The ACT test day will begin with the student checking in before the assigned test time, usually 8 AM except for special circumstances or test center practice in some areas. The student will provide their admission ticket-unless the student is trying to test on a standby basis-and acceptable form of identification to test center personnel, who will verify the validity of the information against a list of registered students if applicable. Once verified, the test center personnel will show the student to the test room and their assigned seat, as well as provide the testing materials. At the assigned test time, the registered students (and any standbys there are seats for) will be allowed to start the exam.


After two sections, the test proctor or center personnel will announce a break, and students can walk around, stretch their legs or use the restroom. No cell phones or any electronic devices may be used during the break, and students are not allowed to bring any food or drinks back to the test room. After the break, testing will resume. Most students will be dismissed after approximately four hours and fifteen minutes depending on length of break, except for students taking the ACT Writing exam, who are generally granted another break after the last multiple-choice exam to relax before the essay begins. Before leaving the test center, the student must inform the proctor or center personnel whether or not the student wants the test scored. If the room supervisor isn’t informed of the student’s decision, all tests attempted will be scored.


When score reports are sent to the schools listed on the registration packet, the recipients can view the composite scores, individual exam scores and subscores, as well as the student information and interest data provided at registration. However, each score report corresponds to only one testing date. Thus, if a student took the ACT exam set twice but only designated his high school as a recipient on the second set, the school will only receive the most recent score report. ACT does not combine scores; each test date has its own report, although students can send multiple test date results to the same school if they wish. It is recommended that students take the ACT more than once if they’re not satisfied with their initial results, as research has indicated that scores do tend to go up on the second time.


For students that take the ACT Plus Writing exam set, the essay is included in the score report. Schools that the student designates as recipients of the score report are able to view an image of the essay online. This image is made available to schools for viewing for up to a year after the student has graduated from high school. Schools that are designated later for receiving score reports are also granted access to an online image of the essay. There is no additional charge to students for this viewing service.


In addition to these viewing options, students that do not wish to have scores retained on their records can request that scores be removed. Requests to remove test scores permanently must be submitted in written format; ACT will then send a printed form to the student that needs to be filled out and returned. To begin this process, students must send a letter requesting the score removal to ACT Records, P.O. Box 451, Iowa City, IA 52243-0451.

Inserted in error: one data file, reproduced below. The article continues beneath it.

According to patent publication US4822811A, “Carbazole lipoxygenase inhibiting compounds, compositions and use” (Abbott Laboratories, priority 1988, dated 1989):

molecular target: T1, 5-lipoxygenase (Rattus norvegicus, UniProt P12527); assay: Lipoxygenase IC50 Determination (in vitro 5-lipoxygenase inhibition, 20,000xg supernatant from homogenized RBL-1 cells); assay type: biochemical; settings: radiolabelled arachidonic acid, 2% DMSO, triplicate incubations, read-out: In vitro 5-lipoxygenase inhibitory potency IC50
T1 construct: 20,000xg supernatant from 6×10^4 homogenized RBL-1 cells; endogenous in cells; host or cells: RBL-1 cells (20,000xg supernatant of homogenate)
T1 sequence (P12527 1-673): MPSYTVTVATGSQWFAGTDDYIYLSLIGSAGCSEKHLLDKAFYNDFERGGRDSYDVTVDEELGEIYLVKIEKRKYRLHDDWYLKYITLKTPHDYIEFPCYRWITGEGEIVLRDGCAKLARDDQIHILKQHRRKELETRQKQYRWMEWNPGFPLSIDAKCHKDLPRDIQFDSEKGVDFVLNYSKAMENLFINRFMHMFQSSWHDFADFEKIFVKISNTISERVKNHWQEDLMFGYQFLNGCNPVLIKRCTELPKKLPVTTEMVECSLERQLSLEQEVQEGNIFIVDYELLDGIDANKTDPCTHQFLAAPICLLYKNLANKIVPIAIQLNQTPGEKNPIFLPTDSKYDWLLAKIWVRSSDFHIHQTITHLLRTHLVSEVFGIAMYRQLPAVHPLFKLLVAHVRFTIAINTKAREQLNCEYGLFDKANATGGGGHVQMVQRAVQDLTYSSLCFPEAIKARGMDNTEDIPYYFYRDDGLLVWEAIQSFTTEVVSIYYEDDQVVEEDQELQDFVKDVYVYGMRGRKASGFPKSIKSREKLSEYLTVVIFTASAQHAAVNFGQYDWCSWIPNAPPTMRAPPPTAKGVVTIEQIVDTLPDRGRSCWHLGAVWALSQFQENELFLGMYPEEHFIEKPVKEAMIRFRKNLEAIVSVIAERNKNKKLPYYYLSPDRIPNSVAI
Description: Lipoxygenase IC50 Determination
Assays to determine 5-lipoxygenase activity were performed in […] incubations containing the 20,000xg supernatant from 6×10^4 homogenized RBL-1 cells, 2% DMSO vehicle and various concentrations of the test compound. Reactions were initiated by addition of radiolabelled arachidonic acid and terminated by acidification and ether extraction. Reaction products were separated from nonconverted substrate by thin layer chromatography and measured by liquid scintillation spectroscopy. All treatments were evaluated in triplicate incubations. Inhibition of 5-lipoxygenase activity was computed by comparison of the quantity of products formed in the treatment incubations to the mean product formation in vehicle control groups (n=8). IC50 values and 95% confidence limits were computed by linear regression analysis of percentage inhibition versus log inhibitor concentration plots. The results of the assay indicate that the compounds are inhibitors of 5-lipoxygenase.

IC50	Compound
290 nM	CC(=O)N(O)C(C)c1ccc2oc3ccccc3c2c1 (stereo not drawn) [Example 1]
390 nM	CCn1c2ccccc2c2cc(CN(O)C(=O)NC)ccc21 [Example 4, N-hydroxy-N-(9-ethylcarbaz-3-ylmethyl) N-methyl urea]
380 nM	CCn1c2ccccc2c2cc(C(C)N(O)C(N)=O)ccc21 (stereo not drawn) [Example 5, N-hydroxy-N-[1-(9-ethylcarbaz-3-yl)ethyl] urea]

ACT Prep Tips


Besides the studying and exam prep activities most students do before taking the ACT exam, there are several basic steps students can take to help maximize their test results:


  • Every test booklet has instructions on the front cover; read them carefully. Failure to do so can result in incorrect results or dismissal for not abiding by them.

  • In addition to the test booklet instructions, each test has a separate set of instructions. Read these instructions carefully as well.

  • Read every question carefully. The ACT test does not use “trick” questions, but some of the questions will depend on a nuanced interpretation of the material, so it is important to be clear on what is being asked.

  • Be sure to take the test at a measured pace. There are hundreds of questions to go through, so spending too much time on one question or passage can affect your overall progress.

  • An announcement is made at five minutes before the end of each test. Pay attention to these announcements, so you can finish before time is called.

  • Only no. 2 pencils with good erasers should be used. Mechanical pencils, pens and correction fluid are not acceptable.

  • In interest of time, answer the easy questions first, then go back through and answer the harder ones. This gives more time to consider the options.

  • The ACT does not penalize students for guesses, so if you encounter a difficult question, it is best to eliminate the obviously incorrect answers and make an educated guess from the options left.

  • Answer every question on the exam; scores are based on the number answered correctly, so as mentioned before, there is no penalty for guessing.

  • If you finish a test before time is called, go back through and review the exam. Check your work and, as long as there is still time, make corrections if necessary.

  • Score sheets are read by computer, so it is vital that you make marks neatly and minimize smudging. If a mark needs erasing, be sure that the mark is erased completely and neatly.

  • Once time is called on an exam, you should put down your pencil and make no further marks on the sheet. Failure to do this will result in being dismissed from the exam and the score sheet being discarded.